We have investigated the structural phase stability of crystalline alkali metals under external pressure in terms of their pair potentials, structural free energies, thermomechanical properties viz. the elastic constants and the density-of-sates [DOS] at the Fermi level. The pair potentials are calculated using amenable model potentials, the structural energies and the elastic constants are calculated in terms of the effective pair potentials and the DOS for the systems are calculated by employing the augmented-spherical-waves [ASW] method. The matching between the minima of the pair potentials and the relative positions of the first few lattice vectors of the relevant structures gives a qualitative impression on the relative stability of a crystal phase. Similarly the appearance of a minimum in the energy difference curves between relevant crystal structures manifests a relatively stable structure. On the contrary, a maximum in the bulk modulus indicates a stable structure; these maximum-minimum criteria are controlled by the profile of the effective pair interactions of the constituent atoms. If the relevant lattice vectors are populated in and around the minimum of the respective pair potential the corresponding bulk modulus shows a maximum trend. The same situation gives rise to a minimum in the free energy. Both of these tendencies favor a particular crystalline phase against other relevant structures. Similarly a maximum in the DOS curves gives rise to a minimum in the energy curve manifesting a stable structure. The population of electronic states plays the responsible role here. To treat the two entirely different methods, namely, the perturbative pseudopotential theory and the non-perturbative ASW method on the same footing, we have used the same metallic density in both the methods for the respective element. The calculated results show a qualitative trend in support of the observed structures for these elemental systems.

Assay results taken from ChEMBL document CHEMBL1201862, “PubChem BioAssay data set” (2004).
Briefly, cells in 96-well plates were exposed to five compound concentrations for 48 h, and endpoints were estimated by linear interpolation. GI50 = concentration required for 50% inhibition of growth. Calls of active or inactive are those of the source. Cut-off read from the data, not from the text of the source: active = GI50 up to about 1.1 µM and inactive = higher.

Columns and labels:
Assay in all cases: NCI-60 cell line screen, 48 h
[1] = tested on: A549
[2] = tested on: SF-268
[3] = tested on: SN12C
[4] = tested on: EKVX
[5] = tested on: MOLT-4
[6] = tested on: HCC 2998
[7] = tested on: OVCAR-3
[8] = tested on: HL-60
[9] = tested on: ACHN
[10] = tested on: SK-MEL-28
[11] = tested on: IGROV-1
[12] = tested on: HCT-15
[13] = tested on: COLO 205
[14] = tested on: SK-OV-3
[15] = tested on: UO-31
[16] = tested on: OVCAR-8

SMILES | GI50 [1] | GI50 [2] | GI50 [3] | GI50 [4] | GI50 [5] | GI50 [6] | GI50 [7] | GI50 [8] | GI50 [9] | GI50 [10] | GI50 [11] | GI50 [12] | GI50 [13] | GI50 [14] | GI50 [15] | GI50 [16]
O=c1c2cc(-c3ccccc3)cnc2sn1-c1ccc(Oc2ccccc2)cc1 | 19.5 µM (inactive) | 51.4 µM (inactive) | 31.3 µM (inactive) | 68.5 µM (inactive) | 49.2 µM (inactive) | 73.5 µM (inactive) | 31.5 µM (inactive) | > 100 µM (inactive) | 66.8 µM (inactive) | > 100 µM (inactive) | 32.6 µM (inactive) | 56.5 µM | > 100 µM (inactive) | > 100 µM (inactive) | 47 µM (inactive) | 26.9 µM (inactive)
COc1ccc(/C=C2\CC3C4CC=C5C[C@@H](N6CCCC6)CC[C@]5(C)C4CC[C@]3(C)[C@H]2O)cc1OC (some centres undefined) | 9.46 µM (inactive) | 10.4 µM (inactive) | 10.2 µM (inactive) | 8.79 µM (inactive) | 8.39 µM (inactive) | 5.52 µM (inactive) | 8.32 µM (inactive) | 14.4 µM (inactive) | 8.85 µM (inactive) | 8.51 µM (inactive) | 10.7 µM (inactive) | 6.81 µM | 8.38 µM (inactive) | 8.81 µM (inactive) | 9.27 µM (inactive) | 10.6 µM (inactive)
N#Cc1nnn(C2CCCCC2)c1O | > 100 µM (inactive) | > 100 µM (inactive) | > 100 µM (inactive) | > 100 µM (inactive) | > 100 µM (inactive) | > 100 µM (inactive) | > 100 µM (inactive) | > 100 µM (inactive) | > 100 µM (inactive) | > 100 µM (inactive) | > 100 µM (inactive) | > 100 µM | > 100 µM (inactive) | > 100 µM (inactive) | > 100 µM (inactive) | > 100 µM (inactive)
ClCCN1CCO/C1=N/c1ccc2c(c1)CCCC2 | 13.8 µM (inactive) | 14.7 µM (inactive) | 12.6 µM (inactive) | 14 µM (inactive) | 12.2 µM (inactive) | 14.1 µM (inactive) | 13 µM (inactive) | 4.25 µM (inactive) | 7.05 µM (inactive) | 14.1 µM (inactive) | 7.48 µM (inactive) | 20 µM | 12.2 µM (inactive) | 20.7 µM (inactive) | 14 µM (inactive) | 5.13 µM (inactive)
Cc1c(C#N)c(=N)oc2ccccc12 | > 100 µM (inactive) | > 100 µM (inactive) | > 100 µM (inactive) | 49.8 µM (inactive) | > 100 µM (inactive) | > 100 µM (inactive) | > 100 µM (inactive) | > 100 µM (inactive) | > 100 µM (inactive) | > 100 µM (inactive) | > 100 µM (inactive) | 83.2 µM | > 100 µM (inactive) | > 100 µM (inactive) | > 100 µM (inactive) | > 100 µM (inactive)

ASJC Scopus subject areas
- Electronic, Optical and Magnetic Materials
- Mathematical Physics
- Physics and Astronomy (miscellaneous)
- Condensed Matter Physics
- Statistical and Nonlinear Physics